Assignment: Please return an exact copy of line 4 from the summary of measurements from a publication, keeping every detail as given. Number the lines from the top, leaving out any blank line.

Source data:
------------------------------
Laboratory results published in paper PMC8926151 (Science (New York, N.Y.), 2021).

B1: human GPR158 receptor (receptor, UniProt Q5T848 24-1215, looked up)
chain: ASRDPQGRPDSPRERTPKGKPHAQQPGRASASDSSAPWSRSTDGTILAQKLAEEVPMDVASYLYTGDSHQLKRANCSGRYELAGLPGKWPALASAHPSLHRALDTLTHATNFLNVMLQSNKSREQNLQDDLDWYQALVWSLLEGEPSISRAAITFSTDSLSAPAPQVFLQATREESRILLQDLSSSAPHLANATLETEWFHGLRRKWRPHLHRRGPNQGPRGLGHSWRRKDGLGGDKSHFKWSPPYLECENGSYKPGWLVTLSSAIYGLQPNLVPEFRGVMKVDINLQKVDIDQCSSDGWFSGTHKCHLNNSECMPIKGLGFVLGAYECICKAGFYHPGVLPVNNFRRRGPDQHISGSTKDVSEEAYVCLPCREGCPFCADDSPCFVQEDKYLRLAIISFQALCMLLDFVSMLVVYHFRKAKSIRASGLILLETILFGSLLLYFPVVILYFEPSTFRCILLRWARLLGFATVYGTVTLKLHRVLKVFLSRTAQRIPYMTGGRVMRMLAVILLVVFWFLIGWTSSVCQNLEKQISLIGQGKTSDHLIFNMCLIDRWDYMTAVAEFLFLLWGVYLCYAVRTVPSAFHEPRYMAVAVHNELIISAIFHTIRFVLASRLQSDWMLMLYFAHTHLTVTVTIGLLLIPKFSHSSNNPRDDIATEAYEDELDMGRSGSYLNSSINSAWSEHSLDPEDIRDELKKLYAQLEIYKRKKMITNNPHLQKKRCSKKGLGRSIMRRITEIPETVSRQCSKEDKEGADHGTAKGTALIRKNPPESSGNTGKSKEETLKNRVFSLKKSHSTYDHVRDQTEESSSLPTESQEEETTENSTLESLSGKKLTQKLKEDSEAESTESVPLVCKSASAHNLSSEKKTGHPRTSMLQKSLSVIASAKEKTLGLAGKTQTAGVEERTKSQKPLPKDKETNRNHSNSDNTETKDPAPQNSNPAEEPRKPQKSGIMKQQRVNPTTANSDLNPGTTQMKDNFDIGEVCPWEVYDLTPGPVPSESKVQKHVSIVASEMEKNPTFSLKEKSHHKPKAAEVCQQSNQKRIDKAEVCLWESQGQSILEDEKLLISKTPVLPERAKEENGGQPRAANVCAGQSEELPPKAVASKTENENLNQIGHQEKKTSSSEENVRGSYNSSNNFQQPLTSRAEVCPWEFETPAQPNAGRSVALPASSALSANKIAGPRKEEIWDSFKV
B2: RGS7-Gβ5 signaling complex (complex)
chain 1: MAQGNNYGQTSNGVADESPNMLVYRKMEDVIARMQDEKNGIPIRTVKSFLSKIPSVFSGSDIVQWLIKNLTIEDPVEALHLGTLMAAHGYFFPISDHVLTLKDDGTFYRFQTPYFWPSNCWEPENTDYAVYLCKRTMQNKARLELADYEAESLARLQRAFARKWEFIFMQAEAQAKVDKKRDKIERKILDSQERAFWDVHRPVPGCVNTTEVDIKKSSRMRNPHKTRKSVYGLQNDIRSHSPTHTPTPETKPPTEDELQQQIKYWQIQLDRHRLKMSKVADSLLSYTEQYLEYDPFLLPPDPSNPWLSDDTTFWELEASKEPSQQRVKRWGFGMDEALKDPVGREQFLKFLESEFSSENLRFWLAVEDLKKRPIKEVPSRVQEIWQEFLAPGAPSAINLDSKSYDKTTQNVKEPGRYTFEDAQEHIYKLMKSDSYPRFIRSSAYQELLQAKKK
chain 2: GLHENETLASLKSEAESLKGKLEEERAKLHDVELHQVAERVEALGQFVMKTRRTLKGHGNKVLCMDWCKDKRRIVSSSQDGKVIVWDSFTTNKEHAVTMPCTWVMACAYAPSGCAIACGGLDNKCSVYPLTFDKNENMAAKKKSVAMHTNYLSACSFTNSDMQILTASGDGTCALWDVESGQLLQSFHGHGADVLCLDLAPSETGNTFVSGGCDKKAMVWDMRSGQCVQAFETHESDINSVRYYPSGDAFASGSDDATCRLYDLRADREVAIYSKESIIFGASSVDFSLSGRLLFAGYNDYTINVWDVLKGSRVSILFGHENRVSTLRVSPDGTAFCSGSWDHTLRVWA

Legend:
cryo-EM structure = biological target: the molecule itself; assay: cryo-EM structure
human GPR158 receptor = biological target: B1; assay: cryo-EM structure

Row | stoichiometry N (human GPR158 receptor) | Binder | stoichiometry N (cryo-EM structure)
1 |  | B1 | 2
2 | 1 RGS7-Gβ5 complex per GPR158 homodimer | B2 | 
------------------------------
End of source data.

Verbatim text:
B2: RGS7-Gβ5 signaling complex (complex)